A few words about all of this.


My name is Adar Goldfarb,

living and working in Binyamina, a village somewhere in Israel 

Here you will find a few thoughts about my artistic endeavors, a quote or two that inspired me and how i evolved from breaking toys as a toddler to recently teaching my car to play the violin. 


As most things go, it all started at my childhood...



As a child, I found an interest in breaking mechanical toys apart and trying to put them back together, mostly with no avail. most of the time the pieces just did not add up, why were there fewer pieces in the reconstructed toy than in the new toy I took apart? what is that buzzing noise it's making now ??? and Perhaps the most interesting question of them all, how come a limping robot looks much more Alive, than the new out-of-the-box slick moving robot ???

Growing older I realized that as a child I was not reassembling but re-purposing, taking a toy, breaking it apart and making a new toy with the pieces and in doing so revealing hidden possibilities for that toy. Everything I played with became building blocks for other re-imagined toys, everything had a hidden nature waiting to be explored, things didn't have to be the only thing they were designed to be.

Growing even older and taller, my interest in re-using tools increased. I began experimenting with Cutlery, developing my own technique of connecting the various shapes of spoons and forks, making them the building blocks for my sculptures. All the while the same questions kept popping back, "why would anything be just the thing it was designed to be ?", or "if something is designated a purpose, a tool, for example, are his other characteristics suppressed ?", "how can I free these objects from their limitations of designed functionality ?" 

Growing even older and a bit sideways, I rekindled my long forgotten interest in exploring mechanisms, interfering with the way they work by taking them apart, maiming them and exposing their flaws. 

Again, more questions arose, how is it that interfering with the way a machine works endows it with the semblance of a living creature? how can I create in the viewer a sense of empathy towards a machine?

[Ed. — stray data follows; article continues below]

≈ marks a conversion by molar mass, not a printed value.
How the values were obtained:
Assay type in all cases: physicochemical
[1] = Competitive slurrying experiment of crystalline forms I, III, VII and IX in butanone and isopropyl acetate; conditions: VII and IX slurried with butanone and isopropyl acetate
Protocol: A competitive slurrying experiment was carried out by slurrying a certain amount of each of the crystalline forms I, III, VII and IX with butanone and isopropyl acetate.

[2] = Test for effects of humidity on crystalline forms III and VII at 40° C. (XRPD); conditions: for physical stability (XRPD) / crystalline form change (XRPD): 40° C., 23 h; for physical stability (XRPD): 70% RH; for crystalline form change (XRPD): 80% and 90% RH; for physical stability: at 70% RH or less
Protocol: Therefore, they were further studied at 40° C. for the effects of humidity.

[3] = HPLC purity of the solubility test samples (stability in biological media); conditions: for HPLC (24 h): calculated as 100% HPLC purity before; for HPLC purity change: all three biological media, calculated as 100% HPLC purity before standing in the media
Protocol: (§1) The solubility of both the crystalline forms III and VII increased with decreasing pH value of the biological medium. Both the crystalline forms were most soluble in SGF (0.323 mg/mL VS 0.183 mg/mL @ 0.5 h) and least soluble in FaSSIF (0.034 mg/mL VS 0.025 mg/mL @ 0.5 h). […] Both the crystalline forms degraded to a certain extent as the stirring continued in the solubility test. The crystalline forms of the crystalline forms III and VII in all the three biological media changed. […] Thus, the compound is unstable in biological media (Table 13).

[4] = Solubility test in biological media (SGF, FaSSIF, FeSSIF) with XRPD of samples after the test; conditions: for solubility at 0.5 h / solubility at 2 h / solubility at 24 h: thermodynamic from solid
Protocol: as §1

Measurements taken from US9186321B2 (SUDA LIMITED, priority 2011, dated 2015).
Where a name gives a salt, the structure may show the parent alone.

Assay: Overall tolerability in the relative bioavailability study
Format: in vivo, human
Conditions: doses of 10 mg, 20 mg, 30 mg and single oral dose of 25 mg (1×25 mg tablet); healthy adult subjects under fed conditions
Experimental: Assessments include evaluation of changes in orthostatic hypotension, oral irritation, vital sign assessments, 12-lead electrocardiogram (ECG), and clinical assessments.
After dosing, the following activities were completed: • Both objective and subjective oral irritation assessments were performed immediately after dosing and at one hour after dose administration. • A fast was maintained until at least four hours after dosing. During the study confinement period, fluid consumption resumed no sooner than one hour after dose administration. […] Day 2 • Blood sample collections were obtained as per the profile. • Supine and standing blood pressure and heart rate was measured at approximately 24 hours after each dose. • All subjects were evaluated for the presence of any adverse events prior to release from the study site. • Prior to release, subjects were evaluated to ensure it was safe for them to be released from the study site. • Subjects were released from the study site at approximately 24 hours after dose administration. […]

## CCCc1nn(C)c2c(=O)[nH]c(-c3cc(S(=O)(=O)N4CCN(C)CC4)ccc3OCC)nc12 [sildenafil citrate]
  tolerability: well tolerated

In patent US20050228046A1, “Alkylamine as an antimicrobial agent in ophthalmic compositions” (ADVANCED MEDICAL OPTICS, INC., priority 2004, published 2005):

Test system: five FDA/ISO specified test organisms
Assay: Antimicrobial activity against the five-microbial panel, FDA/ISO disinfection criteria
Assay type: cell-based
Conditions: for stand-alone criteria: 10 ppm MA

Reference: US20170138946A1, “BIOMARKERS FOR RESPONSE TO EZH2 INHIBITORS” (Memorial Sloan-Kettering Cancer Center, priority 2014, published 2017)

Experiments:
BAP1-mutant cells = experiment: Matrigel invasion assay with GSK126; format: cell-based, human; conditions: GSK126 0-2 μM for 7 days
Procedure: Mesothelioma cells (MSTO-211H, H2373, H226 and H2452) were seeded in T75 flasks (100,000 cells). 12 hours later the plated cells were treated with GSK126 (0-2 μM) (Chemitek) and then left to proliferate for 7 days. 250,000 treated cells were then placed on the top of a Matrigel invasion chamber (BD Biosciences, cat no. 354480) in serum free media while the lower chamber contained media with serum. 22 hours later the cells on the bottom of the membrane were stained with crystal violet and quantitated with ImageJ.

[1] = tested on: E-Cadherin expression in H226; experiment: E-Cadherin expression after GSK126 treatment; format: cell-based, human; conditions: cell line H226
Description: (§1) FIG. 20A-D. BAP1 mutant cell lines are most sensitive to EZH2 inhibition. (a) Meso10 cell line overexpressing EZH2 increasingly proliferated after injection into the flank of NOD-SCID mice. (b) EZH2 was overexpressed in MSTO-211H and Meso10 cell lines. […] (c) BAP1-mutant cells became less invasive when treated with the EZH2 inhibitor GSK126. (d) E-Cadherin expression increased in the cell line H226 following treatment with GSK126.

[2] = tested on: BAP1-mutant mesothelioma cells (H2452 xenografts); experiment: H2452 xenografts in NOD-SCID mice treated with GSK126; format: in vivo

My best guess is that being human is to advance, to get stuck on something and to overcome it, to improve, to continue.. 

A machine consists of several parts each with a definite function, and together performing a particular task , damaging these parts or its overall function creates a sense of identification in the viewer, he wants the machine to overcome its obstacle, to advance, to fulfill its purpose, to march on, a sense of empathy arises when it doesn't.



in his "An Introduction to Metaphysics", Henry Bergson writes: 

 "..But, then, I cannot escape the objection that there is no state of mind, however simple, which does not change every moment, since there is no consciousness without memory, and no continuation of a state without the addition, to the present feeling, of the memory of past moments. It is this which constitutes duration..."

 (Translated by T. E. Hulme )


Bergson writes that our sense of duration is based on our ability to accumulate memories, adding moments to the memory of past moments continuously.

In my "Duration Installations,"I try to take that duration apart, deconstructing it into memories that are instances that linger, and the viewer can observe separately.

The experience is non-linear, nor is it chronological, as a whole, it is accumulated yet fragmented.